Observations from the 2017 field season have revealed complex relationships between the artefacts and tufa formation. A tufa-coated handaxe discovered in Grid L0130 showed that a period of tufa deposition occurred after manufacture and deposition of the artefact. Yet in the test pits excavated in Grid L0106, artefacts lie within a sediment layer directly overlying the tufa, suggesting that deposition of the artefacts post-dates the formation of the tufa. Such variability in tufa-artefact relationships is, however, unsurprising given the potentially long time span of activity represented by the presence of ESA, MSA and LSA artefacts at the site, and the evidence we have so far for complexity of tufa formation within the basin. The lithic artefact assemblages and the tufa are probably both the product of multiple phases of human activity and tufa deposition across the basin, phases that potentially occurred over extended periods of time, indicating that the basin itself was a consistent focus of activity throughout the Palaeolithic.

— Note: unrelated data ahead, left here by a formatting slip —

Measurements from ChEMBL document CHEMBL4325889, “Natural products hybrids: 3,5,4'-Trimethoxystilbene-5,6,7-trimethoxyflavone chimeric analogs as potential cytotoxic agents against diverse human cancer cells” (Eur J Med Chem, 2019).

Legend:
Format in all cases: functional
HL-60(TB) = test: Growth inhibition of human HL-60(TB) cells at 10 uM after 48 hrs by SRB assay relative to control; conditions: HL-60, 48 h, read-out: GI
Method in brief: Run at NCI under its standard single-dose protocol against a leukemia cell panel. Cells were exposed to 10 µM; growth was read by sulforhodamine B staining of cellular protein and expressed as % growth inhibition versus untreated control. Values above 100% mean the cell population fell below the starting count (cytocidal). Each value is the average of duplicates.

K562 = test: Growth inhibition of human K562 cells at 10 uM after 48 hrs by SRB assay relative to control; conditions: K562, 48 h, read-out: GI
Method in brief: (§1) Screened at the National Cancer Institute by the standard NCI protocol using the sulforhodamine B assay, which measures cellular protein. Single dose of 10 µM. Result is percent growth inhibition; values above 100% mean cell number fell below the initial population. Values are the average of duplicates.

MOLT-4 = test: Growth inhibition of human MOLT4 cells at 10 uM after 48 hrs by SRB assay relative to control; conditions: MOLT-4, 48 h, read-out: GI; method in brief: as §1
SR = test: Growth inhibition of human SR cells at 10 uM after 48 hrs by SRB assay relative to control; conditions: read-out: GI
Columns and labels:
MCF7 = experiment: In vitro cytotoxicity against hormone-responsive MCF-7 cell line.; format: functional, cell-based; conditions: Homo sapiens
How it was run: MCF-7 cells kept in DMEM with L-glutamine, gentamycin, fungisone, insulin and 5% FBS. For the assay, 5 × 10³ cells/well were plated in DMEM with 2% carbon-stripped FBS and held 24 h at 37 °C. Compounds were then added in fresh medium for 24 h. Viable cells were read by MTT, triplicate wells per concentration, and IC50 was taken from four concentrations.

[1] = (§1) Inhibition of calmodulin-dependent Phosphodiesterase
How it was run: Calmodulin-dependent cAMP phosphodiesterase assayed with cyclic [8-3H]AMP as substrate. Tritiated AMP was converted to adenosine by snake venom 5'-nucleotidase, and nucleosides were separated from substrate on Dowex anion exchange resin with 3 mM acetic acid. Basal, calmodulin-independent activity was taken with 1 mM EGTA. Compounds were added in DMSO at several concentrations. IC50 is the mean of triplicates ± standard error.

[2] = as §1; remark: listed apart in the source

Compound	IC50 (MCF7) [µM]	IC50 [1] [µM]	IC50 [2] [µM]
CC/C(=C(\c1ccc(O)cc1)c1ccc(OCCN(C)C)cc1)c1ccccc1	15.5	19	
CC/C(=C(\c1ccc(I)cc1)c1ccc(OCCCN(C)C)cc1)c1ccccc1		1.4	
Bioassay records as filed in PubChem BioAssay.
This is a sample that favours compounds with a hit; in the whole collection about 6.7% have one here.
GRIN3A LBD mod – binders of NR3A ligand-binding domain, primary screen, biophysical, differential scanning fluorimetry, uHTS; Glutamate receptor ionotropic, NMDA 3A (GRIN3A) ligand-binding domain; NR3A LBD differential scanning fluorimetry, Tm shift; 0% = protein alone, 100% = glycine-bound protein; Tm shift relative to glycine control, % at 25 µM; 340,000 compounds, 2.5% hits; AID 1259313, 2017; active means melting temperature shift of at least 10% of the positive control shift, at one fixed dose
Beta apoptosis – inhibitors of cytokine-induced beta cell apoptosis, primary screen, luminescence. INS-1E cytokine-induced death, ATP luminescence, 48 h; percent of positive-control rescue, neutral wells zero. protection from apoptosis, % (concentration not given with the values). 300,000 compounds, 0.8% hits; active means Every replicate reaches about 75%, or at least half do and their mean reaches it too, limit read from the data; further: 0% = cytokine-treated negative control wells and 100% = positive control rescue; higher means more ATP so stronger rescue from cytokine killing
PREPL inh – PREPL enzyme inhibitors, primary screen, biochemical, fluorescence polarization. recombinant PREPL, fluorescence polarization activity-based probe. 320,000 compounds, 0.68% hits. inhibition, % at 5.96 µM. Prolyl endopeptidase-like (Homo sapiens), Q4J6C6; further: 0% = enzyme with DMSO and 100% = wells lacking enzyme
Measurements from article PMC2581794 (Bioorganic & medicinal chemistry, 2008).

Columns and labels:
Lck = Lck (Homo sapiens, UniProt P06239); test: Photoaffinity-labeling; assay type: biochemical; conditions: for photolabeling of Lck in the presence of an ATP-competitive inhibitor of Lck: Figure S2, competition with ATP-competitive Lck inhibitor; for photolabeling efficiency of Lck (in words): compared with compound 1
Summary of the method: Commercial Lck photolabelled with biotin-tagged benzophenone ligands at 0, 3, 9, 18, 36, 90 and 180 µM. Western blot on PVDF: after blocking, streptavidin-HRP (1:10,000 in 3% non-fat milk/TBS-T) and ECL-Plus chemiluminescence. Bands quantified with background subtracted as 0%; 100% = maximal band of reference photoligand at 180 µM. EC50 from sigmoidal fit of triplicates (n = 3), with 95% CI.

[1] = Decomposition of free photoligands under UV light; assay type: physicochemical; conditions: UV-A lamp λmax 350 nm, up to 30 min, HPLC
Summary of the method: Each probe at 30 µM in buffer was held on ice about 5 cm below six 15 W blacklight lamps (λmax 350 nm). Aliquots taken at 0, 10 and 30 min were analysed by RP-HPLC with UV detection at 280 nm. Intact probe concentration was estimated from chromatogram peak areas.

Geomorphological mapping and observations of the artefact distributions across the L0106/L0130 grids at the metre-scale has allowed the examination of whether the artefact distribution at the grid scale is influenced by geomorphic processes that control the preservation, exposure and visibility of artefacts, or by hominin activity. It appears that the former is the case at this locality: there are low counts of artefacts on the landform units most likely to exhibit surface conditions that inhibit the visibility of artefacts, and the richest grid squares in terms of artefact number were recorded within the Crest landform unit, the unit which preserves the greatest extent of the artefact–bearing sediment layer, and which is being eroded and deflated, continually exposing further artefacts. These observations highlight the complex interplay of the processes that preserve, expose, and render artefacts visible to survey, and which need to be understood at each scale of observation whilst undertaking spatial analyses of the archaeological record of any time period.